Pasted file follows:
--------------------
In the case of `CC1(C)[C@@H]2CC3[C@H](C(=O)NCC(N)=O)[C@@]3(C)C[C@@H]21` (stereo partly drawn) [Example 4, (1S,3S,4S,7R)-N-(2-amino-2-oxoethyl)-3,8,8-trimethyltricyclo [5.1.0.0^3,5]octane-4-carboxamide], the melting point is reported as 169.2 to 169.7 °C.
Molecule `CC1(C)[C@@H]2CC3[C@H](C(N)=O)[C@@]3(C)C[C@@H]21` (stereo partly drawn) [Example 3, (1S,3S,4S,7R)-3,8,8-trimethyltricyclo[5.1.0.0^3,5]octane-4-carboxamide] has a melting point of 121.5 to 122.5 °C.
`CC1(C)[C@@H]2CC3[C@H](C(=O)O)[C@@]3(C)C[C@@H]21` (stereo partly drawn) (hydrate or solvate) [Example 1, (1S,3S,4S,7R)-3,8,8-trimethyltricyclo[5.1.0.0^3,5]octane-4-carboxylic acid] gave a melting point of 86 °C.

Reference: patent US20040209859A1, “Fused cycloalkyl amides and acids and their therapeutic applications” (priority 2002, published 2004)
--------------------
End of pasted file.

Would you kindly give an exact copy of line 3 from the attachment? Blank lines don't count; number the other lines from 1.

`CC1(C)[C@@H]2CC3[C@H](C(=O)O)[C@@]3(C)C[C@@H]21` (stereo partly drawn) (hydrate or solvate) [Example 1, (1S,3S,4S,7R)-3,8,8-trimethyltricyclo[5.1.0.0^3,5]octane-4-carboxylic acid] gave a melting point of 86 °C.